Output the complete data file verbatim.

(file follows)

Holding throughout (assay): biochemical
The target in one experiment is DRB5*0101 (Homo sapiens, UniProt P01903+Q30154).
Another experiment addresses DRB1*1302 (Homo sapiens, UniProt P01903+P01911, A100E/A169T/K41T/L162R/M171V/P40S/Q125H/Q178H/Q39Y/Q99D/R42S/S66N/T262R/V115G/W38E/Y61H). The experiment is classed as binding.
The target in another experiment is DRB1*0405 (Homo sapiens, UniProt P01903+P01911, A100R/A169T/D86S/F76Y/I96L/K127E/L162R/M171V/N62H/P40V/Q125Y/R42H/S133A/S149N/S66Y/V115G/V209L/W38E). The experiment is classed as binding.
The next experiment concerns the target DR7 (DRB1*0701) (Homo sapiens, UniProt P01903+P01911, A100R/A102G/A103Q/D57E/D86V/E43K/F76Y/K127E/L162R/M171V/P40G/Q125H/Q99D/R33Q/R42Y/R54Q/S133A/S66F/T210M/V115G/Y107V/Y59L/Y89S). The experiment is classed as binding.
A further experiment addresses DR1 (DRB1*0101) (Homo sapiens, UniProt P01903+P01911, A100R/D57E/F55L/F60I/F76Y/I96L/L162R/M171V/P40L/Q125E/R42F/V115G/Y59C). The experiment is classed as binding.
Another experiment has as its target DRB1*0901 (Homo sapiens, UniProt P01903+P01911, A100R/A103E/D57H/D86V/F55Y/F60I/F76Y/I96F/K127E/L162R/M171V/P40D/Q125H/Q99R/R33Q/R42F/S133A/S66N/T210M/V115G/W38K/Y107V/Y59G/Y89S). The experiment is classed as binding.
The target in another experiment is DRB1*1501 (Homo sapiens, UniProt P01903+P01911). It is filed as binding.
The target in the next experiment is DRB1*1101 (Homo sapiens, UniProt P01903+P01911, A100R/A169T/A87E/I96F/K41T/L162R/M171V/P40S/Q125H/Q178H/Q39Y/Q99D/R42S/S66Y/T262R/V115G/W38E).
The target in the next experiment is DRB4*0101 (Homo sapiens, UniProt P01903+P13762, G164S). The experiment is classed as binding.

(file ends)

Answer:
Holding throughout (assay): biochemical
The target in one experiment is DRB5*0101 (Homo sapiens, UniProt P01903+Q30154).
Another experiment addresses DRB1*1302 (Homo sapiens, UniProt P01903+P01911, A100E/A169T/K41T/L162R/M171V/P40S/Q125H/Q178H/Q39Y/Q99D/R42S/S66N/T262R/V115G/W38E/Y61H). The experiment is classed as binding.
The target in another experiment is DRB1*0405 (Homo sapiens, UniProt P01903+P01911, A100R/A169T/D86S/F76Y/I96L/K127E/L162R/M171V/N62H/P40V/Q125Y/R42H/S133A/S149N/S66Y/V115G/V209L/W38E). The experiment is classed as binding.
The next experiment concerns the target DR7 (DRB1*0701) (Homo sapiens, UniProt P01903+P01911, A100R/A102G/A103Q/D57E/D86V/E43K/F76Y/K127E/L162R/M171V/P40G/Q125H/Q99D/R33Q/R42Y/R54Q/S133A/S66F/T210M/V115G/Y107V/Y59L/Y89S). The experiment is classed as binding.
A further experiment addresses DR1 (DRB1*0101) (Homo sapiens, UniProt P01903+P01911, A100R/D57E/F55L/F60I/F76Y/I96L/L162R/M171V/P40L/Q125E/R42F/V115G/Y59C). The experiment is classed as binding.
Another experiment has as its target DRB1*0901 (Homo sapiens, UniProt P01903+P01911, A100R/A103E/D57H/D86V/F55Y/F60I/F76Y/I96F/K127E/L162R/M171V/P40D/Q125H/Q99R/R33Q/R42F/S133A/S66N/T210M/V115G/W38K/Y107V/Y59G/Y89S). The experiment is classed as binding.
The target in another experiment is DRB1*1501 (Homo sapiens, UniProt P01903+P01911). It is filed as binding.
The target in the next experiment is DRB1*1101 (Homo sapiens, UniProt P01903+P01911, A100R/A169T/A87E/I96F/K41T/L162R/M171V/P40S/Q125H/Q178H/Q39Y/Q99D/R42S/S66Y/T262R/V115G/W38E).
The target in the next experiment is DRB4*0101 (Homo sapiens, UniProt P01903+P13762, G164S). The experiment is classed as binding.